Pamela points out that Laura herself found the apartment she ended up moving into. Laura says,  “I was also doing my own housing search to find an affordable place with a good location so my son can be OK. The most important thing to me is to make sure that my son is fine and safe. So walking around, I found this place, and we really liked it.”

Laura now has a steady job with good hours. Her new housing is located in a brand-new, mixed-income apartment building with community spaces and resources for residents.

She says her 4th grade son is very happy: “We don’t have a computer, so here in the lobby area, he can access the computer. And they have games for him, and there is a gym. So he goes and takes advantage of it.”

Laura Torres in her apartment

Laura Torres in her apartment

Her apartment itself is spotless. “Look around,” she says. “Everything is really clean here and it is nice. I’m just very thankful for the program. It helped me a lot, and you can see the difference. I’m really happy here, but without Pamela, this wouldn’t have been possible.” ●

For more info, visit the HSS (Housing Stabilization Services) webpage, or contact Pamela Calderón at or 206.694.6841. 

Click more to view this article in Spanish!

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Reaching Solid Ground: An unexpected world

Dan Terrance, a former participant in Solid Ground’s Family Assistance Program, shared his story with us for our July 2011 Groundviews newsletter. To read the entire issue, visit our Publications webpage.

Dan Terrance-Alaska dock

A vintage snapshot of Dan Terrance, Family Assistance program participant, during his Alaskan fishing industry days.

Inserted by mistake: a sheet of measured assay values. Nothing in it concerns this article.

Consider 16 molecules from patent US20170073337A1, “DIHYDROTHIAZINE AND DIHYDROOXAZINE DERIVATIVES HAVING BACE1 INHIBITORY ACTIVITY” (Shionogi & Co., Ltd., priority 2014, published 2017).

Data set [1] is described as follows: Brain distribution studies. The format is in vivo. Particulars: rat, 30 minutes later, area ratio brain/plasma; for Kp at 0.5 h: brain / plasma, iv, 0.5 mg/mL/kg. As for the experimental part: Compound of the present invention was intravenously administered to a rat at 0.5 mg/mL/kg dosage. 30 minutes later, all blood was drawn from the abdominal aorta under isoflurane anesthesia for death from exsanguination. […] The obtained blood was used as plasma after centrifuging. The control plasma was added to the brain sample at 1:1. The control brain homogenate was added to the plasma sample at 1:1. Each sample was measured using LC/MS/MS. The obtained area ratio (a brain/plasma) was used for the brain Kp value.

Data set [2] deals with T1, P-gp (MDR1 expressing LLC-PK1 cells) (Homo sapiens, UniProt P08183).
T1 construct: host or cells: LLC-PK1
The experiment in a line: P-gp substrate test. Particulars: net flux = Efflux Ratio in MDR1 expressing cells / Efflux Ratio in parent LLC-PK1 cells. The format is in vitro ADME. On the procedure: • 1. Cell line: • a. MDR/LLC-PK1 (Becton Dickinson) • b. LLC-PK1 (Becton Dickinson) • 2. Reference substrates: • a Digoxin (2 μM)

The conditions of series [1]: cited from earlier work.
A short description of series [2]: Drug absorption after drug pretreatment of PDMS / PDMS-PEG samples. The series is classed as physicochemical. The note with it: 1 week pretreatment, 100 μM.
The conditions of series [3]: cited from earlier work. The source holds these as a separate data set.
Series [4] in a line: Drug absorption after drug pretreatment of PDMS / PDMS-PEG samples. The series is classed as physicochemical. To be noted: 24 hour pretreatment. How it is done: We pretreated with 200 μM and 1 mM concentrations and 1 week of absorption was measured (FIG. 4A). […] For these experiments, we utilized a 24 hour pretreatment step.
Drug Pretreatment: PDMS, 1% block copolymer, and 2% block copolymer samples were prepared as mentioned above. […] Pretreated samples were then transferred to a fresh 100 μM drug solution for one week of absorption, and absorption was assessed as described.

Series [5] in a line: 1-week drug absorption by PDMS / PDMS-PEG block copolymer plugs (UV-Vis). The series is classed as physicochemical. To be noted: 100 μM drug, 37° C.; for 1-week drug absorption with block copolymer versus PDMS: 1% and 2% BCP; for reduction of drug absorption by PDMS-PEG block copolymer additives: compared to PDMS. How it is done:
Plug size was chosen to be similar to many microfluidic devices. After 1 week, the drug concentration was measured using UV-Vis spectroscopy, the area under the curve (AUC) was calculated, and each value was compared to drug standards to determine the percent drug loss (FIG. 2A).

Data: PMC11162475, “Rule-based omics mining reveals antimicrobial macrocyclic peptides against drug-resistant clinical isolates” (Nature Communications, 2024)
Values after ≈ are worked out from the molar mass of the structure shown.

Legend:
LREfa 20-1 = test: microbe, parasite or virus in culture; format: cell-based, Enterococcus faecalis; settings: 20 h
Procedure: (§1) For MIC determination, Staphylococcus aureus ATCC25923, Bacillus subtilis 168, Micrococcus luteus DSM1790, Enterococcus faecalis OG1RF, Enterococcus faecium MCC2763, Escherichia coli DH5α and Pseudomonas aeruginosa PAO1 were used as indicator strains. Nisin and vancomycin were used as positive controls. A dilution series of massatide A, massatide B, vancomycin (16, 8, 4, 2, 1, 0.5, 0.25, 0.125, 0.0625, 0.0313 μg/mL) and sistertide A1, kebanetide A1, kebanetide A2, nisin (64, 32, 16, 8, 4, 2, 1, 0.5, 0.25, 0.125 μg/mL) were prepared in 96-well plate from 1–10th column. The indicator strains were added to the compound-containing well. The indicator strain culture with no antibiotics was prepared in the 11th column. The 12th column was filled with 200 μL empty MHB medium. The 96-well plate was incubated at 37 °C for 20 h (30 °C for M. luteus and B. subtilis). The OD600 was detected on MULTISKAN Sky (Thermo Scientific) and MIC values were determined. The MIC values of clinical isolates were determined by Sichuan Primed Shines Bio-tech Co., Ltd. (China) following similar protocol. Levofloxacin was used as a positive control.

If anyone can vouch for the reality that there are holes in the social services safety net, it’s Dan Terrance. He learned the hard way about assumptions our society makes about people living in poverty, and the dehumanizing effect this has. Back in 2005, a fall on the job shattered his left arm and ended his 21-year maritime career: as a Merchant Marine, then on cruise ships, and then on fishing boats. “Six surgeries later,” he says, “I ran out of money – and this shoulder started to act up two years ago – and the next thing you know, you’re in a world that you’d never expect to be in.” A hardworking, college-educated, former world traveler, Dan spiraled into homelessness, with public assistance as his only source of income.

While the surgeries restored some use of his arm, his shoulder is inoperable. Dan describes his injury: “What I’ve got, it’s a soft tissue injury, the tendons are all messed up – and because it hasn’t been taken care of, it’s just deteriorating. Basically, it can’t be fixed. Steroid injections, they don’t work. They put me on pain pills. Physical therapy just made it worse – so I was just stuck.”